Virtual memory is the separation of logical memory from physical memory. This separation provides large virtual memory for programmers when only small physical memory is available.
Virtual memory is used to give programmers the illusion that they have a very large memory even though the computer has a small main memory. It makes the task of programming easier because the programmer no longer needs to worry about the amount of physical memory available.
If these characteristics are present then, it is not necessary that all the pages or segments are present in the main memory during execution. This means that the required pages need to be loaded into memory whenever required.
- More processes may be maintained in the main memory: Because we are going to load only some of the pages of any particular process, there is room for more processes. This leads to more efficient utilization of the processor because it is more likely that at least one of the more numerous processes will be in the ready state at any particular time.
- A process may be larger than all of main memory: One of the most fundamental restrictions in programming is lifted. A process larger than the main memory can be executed because of demand paging. The OS itself loads pages of a process in main memory as required.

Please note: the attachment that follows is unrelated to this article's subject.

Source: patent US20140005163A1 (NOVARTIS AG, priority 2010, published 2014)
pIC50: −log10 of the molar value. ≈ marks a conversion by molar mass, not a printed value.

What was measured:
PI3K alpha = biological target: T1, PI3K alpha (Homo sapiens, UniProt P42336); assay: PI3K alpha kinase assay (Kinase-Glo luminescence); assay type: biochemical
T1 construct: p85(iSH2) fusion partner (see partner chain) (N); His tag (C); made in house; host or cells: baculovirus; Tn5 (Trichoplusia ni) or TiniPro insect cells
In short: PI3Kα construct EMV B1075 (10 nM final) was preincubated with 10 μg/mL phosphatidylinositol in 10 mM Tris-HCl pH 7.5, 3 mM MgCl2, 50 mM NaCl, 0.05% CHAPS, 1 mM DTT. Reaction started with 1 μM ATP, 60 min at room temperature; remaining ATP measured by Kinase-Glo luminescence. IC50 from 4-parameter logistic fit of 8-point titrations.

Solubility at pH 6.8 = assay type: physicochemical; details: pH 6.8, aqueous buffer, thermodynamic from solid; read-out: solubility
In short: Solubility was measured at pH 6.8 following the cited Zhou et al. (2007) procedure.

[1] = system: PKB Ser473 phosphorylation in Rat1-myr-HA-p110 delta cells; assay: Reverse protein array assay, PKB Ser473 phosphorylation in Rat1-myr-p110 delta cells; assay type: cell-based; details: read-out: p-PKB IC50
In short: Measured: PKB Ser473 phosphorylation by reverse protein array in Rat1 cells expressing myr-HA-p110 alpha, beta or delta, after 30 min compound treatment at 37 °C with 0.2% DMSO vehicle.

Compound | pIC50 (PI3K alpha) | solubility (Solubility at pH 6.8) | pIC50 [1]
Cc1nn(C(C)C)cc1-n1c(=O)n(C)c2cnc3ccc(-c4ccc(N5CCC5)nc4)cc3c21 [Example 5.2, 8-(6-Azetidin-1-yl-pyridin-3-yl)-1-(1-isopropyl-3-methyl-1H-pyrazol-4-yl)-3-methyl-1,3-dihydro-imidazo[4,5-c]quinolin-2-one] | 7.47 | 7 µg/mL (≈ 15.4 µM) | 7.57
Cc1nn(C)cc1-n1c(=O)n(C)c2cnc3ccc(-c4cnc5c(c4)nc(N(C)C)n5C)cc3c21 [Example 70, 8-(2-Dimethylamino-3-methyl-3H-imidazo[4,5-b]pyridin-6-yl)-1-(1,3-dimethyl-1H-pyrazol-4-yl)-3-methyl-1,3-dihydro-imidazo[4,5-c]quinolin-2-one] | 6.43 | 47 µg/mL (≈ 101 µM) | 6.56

- It allows greater multiprogramming levels by using less of the available (primary) memory for each process.
Mapping and Concept of Virtual Memory
The transformation of data from main memory to cache memory is called mapping. There are 3 main types of mapping:
- Associative Mapping
- Direct Mapping
- Set Associative Mapping
The associative memory stores both address and data. The address value of 15 bits is 5 digit octal numbers and data is of 12 bits word in 4 digit octal number. A CPU address of 15 bits is placed in argument register and the associative memory is searched for matching address.
The CPU address of 15 bits is divided into 2 fields. In this the 9 least significant bits constitute the index field and the remaining 6 bits constitute the tag field. The number of bits in index field is equal to the number of address bits required to access cache memory.
Set Associative Mapping
The disadvantage of direct mapping is that two words with same index address can’t reside in cache memory at the same time. This problem can be overcome by set associative mapping.
In this we can store two or more words of memory under the same index address. Each data word is stored together with its tag and this forms a set.
Data is continuously replaced with new data in the cache memory using replacement algorithms. Following are the 2 replacement algorithms used:
- FIFO – First in First out. Oldest item is replaced with the latest item.
- LRU – Least Recently Used. Item which is least recently used by CPU is removed.